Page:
Thursday, July 19, 2012

There Are Days Where I Wish I Smoked

There are days where I wish I smoked.  Days where I’d like to just lean back in my seat at work, light one up and watch the smoke curl up towards the fluorescent lights on the unbroken expanse of white ceiling.  Just stare at all those acres of tiles and lights and wonder about their mathematical predictability.  Perhaps a combination of the biological nicotine boost and the social marker of disengagement that the clink of a lighter would give me would suffice.  There’s something about the magical path that a fine curl of smoke produces; its like watching fish in an aquarium with the exception that you don’t feel sorry for smoke like you do for the fish.

Quiet introspection that’s embraced by a process both edifying and destroying me at the same time.  Smoke.  Maybe we both need it.  I listened last night as my wife fought to quell the obsessive-compulsive behaviors of Bethany.  She went from tired and frustrated to assertive and demanding; dwelled there for a brief moment and moved on to belligerent, condemning, and dangerous.  It made my skin crawl to hear her scream words like this, words I didn’t even know she had in her vocabulary.  She burst into tears, sobbing that she “just can’t do this anymore”.  I did nothing.  I didn’t move a muscle.  Didn’t come to her aid, didn’t offer words of support, didn’t pray.  Were I a smoker, I’d have lit one up at this juncture, leaned back and watched the smoke curl upwards.

I don’t know what to do either, hell – I’ve been in this same spot plenty of times myself.  Yelled and threatened to do things that I knew I’d never do, just needed to let the words fly.  Bethany hears none of the threats, they mean nothing to her anyways; in fact, she listens to the tone of voice and when you’re done ranting, she laughs.  She won.  You blinked first.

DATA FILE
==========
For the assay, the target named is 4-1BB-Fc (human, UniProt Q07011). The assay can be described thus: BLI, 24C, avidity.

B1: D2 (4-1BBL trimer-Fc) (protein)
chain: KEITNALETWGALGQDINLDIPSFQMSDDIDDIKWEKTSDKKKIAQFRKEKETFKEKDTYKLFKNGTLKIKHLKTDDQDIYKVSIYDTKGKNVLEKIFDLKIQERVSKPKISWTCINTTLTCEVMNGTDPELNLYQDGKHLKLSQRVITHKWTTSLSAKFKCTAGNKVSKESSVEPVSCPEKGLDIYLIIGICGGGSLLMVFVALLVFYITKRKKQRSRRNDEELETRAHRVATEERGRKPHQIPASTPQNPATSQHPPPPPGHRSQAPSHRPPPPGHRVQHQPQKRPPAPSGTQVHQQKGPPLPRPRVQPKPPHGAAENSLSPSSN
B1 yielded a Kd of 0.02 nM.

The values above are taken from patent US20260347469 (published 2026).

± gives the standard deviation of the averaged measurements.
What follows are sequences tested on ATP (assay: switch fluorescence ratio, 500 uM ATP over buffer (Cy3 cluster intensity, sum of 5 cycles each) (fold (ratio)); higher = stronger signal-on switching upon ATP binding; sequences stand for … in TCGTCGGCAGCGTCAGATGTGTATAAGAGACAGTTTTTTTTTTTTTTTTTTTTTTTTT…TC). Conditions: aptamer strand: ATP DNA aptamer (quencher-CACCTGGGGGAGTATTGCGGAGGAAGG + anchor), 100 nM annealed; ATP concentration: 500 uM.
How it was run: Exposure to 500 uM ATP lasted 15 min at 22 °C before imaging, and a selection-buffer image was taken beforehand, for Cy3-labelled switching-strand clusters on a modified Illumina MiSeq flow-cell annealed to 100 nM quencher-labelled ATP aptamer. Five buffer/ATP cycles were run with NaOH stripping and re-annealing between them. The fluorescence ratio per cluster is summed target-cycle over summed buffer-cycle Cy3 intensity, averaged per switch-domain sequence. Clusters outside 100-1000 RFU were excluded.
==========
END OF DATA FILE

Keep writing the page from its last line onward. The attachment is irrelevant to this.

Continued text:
So many nights are spent holding her during seizures.  So much time spent with drool running down your arms as she pathetically roots around her face with her finger, looking for some part of it that doesn’t feel weird.  Perfect time to light up.  Hold her hands while balancing a Camel between my lips.  Later, during the manic sessions as she crashes around her room and I lay downstairs listening, late into the night – I could watch the glowing end in the dark.  I could take that amber glow and write words in the air, imaginary messages to friends, asking them about their summer plans.  I always liked the photo of Jackson Pollock working on a large canvass in his studio, paint bucket in one hand, brush drooling colors in the other hand, cigarette hanging on his lower lip.  He was a brilliant idiot, as am I.  A tired, brilliant, idiot.

Monday, July 9, 2012

Dinner in the Bathroom

I ate dinner in the bathroom tonight.  Its not that I wanted to eat dinner in there, it’s that I had to eat dinner in there.  Bethany’s suffocatingly obsessive mood occasionally forces me to have to hide from her and the bathroom is the only room in the house with a table, a chair and a lock.  Tonight, she wanted what was on my plate and nothing else would do, her obsession with eating my food was nearly manic.  I could have put Styrofoam packing peanuts on my plate and she’d have asked for more.